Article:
Horrific Haunts | HMNS Curates Your Halloween Movie Binge

October 23, 2020
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Museums are places of historical, scientific, artistic and cultural education that can be delivered to the masses through various means, but many might have preconceived notions about these sacred halls. Some could find them eerie and perhaps even frightening. Dark, cold rooms sitting in silence. Artifacts of old, holding mysteries untold. I suppose that would serve as a perfect backdrop for a memorable haunting, wouldn’t it?

I say this Halloween we should live up to the hype and map out your Halloween movie marathon by pairing our halls with a similarly categorized film. For example, the Morian Hall of Paleontology would best be matched with the likes of the sci-fi thriller Jurassic Park franchise, of course. Some might not consider this a horror film, but if the flashlight were in my hand, my overwhelming fear might stand in the way of common sense, too.

I digress. Let’s start off nice and easy with a story of science, chemistry to be exact..

The Fly (1999)

The Periodic Table of Elements and DNA structure as they once stood.

Now any relation to the unexpected rising star of the 2020 election is purely coincidental. The Chemistry Hall is currently under renovation, but the foundation of all life is a recurring theme of a science museum, isn’t it? I’m referring to the film, starring Jeff Goldblum as a scientist whose experiment with atom transferals goes horribly wrong. This is a pretty good version, but my favorite is the original from 1958. “Help me, help me,” echoes like a distant whisper, tickling the eardrums. If you can find a copy, listen closely for the famous “Help me!” line at the end of the film. Sad, but memorable.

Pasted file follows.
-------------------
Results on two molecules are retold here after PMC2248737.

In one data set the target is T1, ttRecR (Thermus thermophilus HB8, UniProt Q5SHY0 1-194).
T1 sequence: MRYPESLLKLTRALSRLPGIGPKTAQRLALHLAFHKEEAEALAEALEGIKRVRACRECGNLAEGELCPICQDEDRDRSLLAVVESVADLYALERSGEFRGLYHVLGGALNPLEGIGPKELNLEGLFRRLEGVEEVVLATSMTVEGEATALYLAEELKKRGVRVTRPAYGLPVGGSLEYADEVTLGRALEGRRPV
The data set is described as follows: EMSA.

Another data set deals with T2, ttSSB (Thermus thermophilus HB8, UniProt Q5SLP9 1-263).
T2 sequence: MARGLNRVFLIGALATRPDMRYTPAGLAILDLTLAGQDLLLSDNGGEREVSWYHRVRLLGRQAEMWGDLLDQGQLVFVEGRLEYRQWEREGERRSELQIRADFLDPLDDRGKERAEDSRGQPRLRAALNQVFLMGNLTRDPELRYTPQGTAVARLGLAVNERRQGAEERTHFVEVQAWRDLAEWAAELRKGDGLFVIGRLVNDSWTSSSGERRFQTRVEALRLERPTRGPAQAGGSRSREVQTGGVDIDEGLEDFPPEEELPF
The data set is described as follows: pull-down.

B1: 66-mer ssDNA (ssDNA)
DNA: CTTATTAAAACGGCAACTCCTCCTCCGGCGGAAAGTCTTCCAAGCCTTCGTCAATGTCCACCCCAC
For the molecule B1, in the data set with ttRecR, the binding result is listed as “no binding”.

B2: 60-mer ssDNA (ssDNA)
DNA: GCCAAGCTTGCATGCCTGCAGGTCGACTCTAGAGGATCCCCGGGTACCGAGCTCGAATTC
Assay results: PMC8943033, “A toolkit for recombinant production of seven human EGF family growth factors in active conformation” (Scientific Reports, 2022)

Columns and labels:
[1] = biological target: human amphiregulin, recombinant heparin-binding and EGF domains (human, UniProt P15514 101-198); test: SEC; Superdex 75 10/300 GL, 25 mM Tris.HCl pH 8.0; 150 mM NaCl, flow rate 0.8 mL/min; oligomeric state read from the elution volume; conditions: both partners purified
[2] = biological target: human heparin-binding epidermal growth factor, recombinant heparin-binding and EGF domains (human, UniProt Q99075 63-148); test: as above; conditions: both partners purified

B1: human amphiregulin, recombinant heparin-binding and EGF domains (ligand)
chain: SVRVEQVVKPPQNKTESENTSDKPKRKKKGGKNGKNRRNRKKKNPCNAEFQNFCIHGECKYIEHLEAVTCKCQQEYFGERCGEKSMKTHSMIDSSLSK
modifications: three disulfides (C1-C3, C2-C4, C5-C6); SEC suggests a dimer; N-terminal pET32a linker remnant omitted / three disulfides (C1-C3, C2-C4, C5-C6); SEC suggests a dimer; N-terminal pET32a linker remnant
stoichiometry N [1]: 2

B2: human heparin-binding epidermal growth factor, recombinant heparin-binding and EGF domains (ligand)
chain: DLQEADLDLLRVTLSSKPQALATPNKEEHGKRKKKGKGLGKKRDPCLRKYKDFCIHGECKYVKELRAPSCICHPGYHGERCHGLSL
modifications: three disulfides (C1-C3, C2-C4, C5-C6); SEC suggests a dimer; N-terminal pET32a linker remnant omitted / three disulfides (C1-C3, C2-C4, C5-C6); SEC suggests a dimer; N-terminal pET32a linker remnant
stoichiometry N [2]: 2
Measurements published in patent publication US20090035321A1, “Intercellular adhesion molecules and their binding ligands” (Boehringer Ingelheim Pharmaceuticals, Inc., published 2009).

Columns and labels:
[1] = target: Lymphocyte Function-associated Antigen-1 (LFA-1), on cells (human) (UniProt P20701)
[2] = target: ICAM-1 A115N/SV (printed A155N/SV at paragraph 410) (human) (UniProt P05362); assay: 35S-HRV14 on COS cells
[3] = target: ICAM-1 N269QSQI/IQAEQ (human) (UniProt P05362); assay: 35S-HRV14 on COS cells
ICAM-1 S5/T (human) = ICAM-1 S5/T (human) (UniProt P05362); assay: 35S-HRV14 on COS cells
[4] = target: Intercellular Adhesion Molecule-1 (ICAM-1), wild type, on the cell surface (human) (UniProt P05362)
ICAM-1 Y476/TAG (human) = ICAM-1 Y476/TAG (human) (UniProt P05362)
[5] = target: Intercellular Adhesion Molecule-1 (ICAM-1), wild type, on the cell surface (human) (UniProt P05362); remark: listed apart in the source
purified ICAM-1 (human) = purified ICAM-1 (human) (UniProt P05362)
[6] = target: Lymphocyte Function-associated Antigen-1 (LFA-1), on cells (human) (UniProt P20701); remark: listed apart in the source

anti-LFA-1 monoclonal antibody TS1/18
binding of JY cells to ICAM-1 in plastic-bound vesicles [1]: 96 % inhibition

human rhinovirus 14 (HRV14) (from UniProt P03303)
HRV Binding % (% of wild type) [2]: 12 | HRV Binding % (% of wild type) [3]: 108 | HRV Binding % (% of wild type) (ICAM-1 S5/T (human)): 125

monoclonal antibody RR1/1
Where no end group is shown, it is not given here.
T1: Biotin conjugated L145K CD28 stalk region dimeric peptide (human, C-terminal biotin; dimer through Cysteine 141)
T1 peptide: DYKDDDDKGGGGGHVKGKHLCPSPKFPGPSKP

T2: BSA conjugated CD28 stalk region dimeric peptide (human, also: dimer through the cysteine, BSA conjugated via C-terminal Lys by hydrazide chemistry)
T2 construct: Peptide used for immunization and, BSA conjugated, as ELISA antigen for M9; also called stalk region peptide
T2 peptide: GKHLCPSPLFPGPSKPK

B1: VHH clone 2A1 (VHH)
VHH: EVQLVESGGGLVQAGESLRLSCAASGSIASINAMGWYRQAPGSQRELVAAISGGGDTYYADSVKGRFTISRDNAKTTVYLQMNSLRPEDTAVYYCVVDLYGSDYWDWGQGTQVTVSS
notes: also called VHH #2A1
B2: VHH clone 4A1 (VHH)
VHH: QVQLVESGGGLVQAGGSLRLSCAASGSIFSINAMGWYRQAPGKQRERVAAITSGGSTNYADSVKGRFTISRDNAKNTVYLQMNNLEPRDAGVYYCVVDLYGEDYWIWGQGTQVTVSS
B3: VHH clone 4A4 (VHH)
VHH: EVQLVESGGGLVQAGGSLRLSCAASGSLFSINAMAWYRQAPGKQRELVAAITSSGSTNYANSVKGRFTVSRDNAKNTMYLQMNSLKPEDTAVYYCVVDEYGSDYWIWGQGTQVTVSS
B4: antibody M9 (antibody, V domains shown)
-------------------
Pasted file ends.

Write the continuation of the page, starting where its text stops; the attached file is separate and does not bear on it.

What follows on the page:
Stream it on Hulu and Amazon Prime

Oculus (2013)

Tucked into the corner of the Cullen Hall of Gems and Minerals lies a hidden gem of our own, Fabergé: The Art of Presentation. The room is rich with history told through gifts and antique trinkets. I wonder, sometimes, if there are little known stories much too dark to relay to guests who stroll through from day to day. We know that many of these items belonged to members of the Romanov family during troubled times. Do grudges cling to these beautiful pieces? Have curses been held pristine and locked inside these coveted eggs? In the movie Oculus, it is a mirror that proves to be the catalyst of this very idea. A brother and sister find themselves in a nightmare of confusion and torturous realizations of their family history as each hour passes. With a collection this size, the nightmares would play out for months.

Stream it on Amazon Prime, Youtube and Google Play

Annabelle Comes Home (2019)

The Cabinet of Curiosities pays homage to the personal collections that birthed the idea of the museum. These objects were to have held significant meaning to those who housed them. Keepsakes. Trophies. Walking through this hallway filled with such objects can come with a weighted eeriness, peering from treasure to treasure. The setting is very reminiscent of the Artifacts Room, a private collection of objects from various paranormal investigations performed by Ed and Lorraine Warren throughout their career. The room makes many appearances throughout The Conjuring franchise, but in this particular film the spirit of Annabelle allows for a closer look into this curated collection of jump scares.